JavaScript – Getting Function Parameter Names

Two years ago I wrote a post about how to pass arguments by name in JavaScript. Recently I have started to ramp a new project call YourJS and found a need to be able to read the names of the parameters of the given function. The following getParamNames() function takes an arbitrary function and returns an array of its parameter names:

Using this function is quite simple. Let’s say that getParamNames() and the function below are defined:

function repeat(string, times, opt_delimiter) {
  opt_delimiter = arguments.length > 2 ? opt_delimiter + '' : '';
  return new Array(times + 1).join(opt_delimiter + string).replace(opt_delimiter, '');
}

Running getParamNames(repeat) will result in the following:

>>> getParamNames(repeat)
["string", "times", "opt_delimiter"]

Running getParamNames(getParamNames) will result in the following:

>>> getParamNames(getParamNames)
["fn"]

Pretty cool, right?!?! Have fun! 😎

JavaScript Snippet – Using Degrees with Cosine, Sine & Tangent

Now Available in YourJS

Yesterday I was working with Math.cos, Math.sin and Math.tan and was thinking it would be nice to have the equivalent functions which accept the values in degrees instead of radians. For that reason I wrote the following definitions for Math.cosd, Math.sind and Math.tand:

After executing the above 5 lines you will be able to get the cosine at 45° by doing Math.cosd(45) or the sine at 75° by doing Math.sind(75) or the tangent at 135° by doing Math.tand(135). WARNING: this does extend a built-in object. If you would like these functions in a separate Degrees object so as to avoid mutating a built-in object you could use this:

(function (R) {
  Degrees = {
    cosd: function(d) { return Math.cos(d * R); },
    sind: function(d) { return Math.sin(d * R); },
    tand: function(d) { return Math.tan(d * R); }
  };
})(Math.PI / 180);

Have fun! 😎

JavaScript – Number.getOrdinalFor()

Now Available in YourJS

When dealing with numbers, at times for presentation’s sake, we need to add ordinals to numbers. For example, instead of today is the “September 28”, you may want to say that it is the “28th of September”. I wrote the following code snippet to easily add the ordinal for any integer in JavaScript:

(function(o) {
  Number.getOrdinalFor = function(intNum, includeNumber) {
    return (includeNumber ? intNum : "")
      + (o[((intNum = Math.abs(intNum % 100)) - 20) % 10] || o[intNum] || "th");
  };
})([,"st","nd","rd"]);

Description

Gets the appropriate ordinal (“st”, “nd”, “rd”, or “th”) for the specified integer.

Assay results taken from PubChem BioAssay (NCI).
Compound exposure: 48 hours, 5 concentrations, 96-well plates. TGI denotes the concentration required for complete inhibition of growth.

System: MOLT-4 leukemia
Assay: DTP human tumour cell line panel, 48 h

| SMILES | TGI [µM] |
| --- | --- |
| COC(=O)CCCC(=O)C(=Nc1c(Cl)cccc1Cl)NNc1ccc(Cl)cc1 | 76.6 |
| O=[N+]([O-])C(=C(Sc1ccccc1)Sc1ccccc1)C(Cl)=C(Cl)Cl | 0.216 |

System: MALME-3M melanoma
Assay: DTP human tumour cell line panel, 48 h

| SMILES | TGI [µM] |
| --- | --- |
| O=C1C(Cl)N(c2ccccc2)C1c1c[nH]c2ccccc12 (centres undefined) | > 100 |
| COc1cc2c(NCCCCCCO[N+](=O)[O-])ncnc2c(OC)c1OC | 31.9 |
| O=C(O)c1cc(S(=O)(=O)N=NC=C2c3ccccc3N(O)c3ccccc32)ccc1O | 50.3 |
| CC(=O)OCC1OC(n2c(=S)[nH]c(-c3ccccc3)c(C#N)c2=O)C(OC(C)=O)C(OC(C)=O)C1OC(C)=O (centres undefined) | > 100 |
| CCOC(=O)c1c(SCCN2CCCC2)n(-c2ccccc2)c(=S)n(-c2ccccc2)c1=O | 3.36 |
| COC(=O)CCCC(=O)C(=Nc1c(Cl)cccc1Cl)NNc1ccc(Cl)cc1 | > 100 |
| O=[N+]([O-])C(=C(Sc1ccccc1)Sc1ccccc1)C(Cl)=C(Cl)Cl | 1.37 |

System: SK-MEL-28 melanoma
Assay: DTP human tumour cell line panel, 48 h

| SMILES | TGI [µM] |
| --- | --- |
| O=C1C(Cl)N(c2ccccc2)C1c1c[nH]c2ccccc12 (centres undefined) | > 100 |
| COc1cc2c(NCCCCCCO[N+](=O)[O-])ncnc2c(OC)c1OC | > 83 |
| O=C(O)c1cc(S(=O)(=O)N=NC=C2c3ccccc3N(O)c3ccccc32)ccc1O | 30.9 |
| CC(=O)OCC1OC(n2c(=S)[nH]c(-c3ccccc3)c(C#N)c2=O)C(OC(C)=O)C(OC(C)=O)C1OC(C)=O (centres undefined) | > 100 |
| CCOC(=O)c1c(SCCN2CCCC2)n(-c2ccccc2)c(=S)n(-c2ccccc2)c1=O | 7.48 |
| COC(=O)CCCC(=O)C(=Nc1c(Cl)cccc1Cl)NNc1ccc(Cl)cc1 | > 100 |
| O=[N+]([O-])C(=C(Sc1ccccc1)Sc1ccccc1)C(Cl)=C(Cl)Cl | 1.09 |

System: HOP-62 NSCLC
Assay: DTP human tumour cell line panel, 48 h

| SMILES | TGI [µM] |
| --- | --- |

Parameters

  1. intNum:
    The number for which the ordinal will be produced.
  2. includeNumber:
    The value that is evaluated as a boolean to determine whether or not to include the specified integer in the returned string. This is optional and thusly defaults to false.

Returns

The string containing the ordinal for the specified integer. If the second parameter evaluates to true, the specified number will returned with the ordinal appended to it.

Examples

The following shows how you could call this function:

var num1 = 1,
    num2 = 12,
    num3 = 123,
    num4 = 1432;
var str1 = Number.getOrdinalFor(num1, true), // 1st
    str2 = Number.getOrdinalFor(num2, true), // 12th
    str3 = Number.getOrdinalFor(num3, true), // 123rd
    str4 = Number.getOrdinalFor(num4, true); // 1432nd

You could even get a little fancy and run this on all of the numbers in a string by doing something like the following:

var str = "1, 2, and 3 place will get medals while 4 and later will get Cinnabons.";
alert(str.replace(/(\d+)/g, Number.getOrdinalFor));

The reason the above example works is because the first parameter that is passed into the function is the entire match, which in this case is the number found. The second parameter passed is the exact same thing, which since it is a string of one or more characters, will always evaluate to true. Having these two circumstances in mind, in every case that a number is found, the same number with the appropriate ordinal is replaces the number in the string.

You could modify it a bit to make it work with any numbers by doing something like this:

var str = "1, 2, 3, 4.5, 6, and 7.8 are all numbers.";
alert(str.replace(/\d*\.\d+|(\d+)/g, function(match, int) {
  return int
    ? Number.getOrdinalFor(parseInt(int, 10), 1)
    : match;
}));

I will not go into detail and explain why the above works. If you don’t understand it, I suggest, if you want to become really proficient in the language, that you dissect the code. Many times, if we try things out ourselves, we will be more likely to remember and understand why something works and when we can use something like that again. Of course, if you do get to a point where you just don’t understand something, leave a comment below and I will help you out. Have fun!!!